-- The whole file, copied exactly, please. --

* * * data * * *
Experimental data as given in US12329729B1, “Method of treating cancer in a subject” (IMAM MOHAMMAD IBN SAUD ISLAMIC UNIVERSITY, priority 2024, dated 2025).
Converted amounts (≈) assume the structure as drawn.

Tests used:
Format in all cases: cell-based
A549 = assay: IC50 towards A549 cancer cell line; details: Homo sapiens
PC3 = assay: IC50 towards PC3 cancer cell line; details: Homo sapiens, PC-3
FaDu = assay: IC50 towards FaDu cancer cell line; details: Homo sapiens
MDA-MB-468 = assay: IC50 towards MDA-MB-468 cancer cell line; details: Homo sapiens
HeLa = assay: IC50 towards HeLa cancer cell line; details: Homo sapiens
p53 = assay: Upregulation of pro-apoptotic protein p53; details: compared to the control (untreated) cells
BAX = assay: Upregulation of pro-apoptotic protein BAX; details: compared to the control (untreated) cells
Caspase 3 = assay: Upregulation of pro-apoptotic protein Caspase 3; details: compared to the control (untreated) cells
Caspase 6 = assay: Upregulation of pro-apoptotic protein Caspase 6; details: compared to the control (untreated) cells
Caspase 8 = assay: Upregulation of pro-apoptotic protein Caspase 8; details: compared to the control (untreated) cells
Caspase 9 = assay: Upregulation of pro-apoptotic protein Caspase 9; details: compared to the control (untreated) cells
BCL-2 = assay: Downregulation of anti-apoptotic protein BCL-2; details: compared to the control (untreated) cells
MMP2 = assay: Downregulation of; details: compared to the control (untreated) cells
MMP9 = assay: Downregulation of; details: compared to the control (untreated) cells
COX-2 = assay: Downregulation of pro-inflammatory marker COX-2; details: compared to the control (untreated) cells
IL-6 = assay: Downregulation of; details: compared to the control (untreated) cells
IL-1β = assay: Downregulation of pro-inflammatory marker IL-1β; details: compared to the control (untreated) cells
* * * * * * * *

Experimental data as given in US12329729B1, “Method of treating cancer in a subject” (IMAM MOHAMMAD IBN SAUD ISLAMIC UNIVERSITY, priority 2024, dated 2025).
Converted amounts (≈) assume the structure as drawn.

Tests used:
Format in all cases: cell-based
A549 = assay: IC50 towards A549 cancer cell line; details: Homo sapiens
PC3 = assay: IC50 towards PC3 cancer cell line; details: Homo sapiens, PC-3
FaDu = assay: IC50 towards FaDu cancer cell line; details: Homo sapiens
MDA-MB-468 = assay: IC50 towards MDA-MB-468 cancer cell line; details: Homo sapiens
HeLa = assay: IC50 towards HeLa cancer cell line; details: Homo sapiens
p53 = assay: Upregulation of pro-apoptotic protein p53; details: compared to the control (untreated) cells
BAX = assay: Upregulation of pro-apoptotic protein BAX; details: compared to the control (untreated) cells
Caspase 3 = assay: Upregulation of pro-apoptotic protein Caspase 3; details: compared to the control (untreated) cells
Caspase 6 = assay: Upregulation of pro-apoptotic protein Caspase 6; details: compared to the control (untreated) cells
Caspase 8 = assay: Upregulation of pro-apoptotic protein Caspase 8; details: compared to the control (untreated) cells
Caspase 9 = assay: Upregulation of pro-apoptotic protein Caspase 9; details: compared to the control (untreated) cells
BCL-2 = assay: Downregulation of anti-apoptotic protein BCL-2; details: compared to the control (untreated) cells
MMP2 = assay: Downregulation of; details: compared to the control (untreated) cells
MMP9 = assay: Downregulation of; details: compared to the control (untreated) cells
COX-2 = assay: Downregulation of pro-inflammatory marker COX-2; details: compared to the control (untreated) cells
IL-6 = assay: Downregulation of; details: compared to the control (untreated) cells
IL-1β = assay: Downregulation of pro-inflammatory marker IL-1β; details: compared to the control (untreated) cells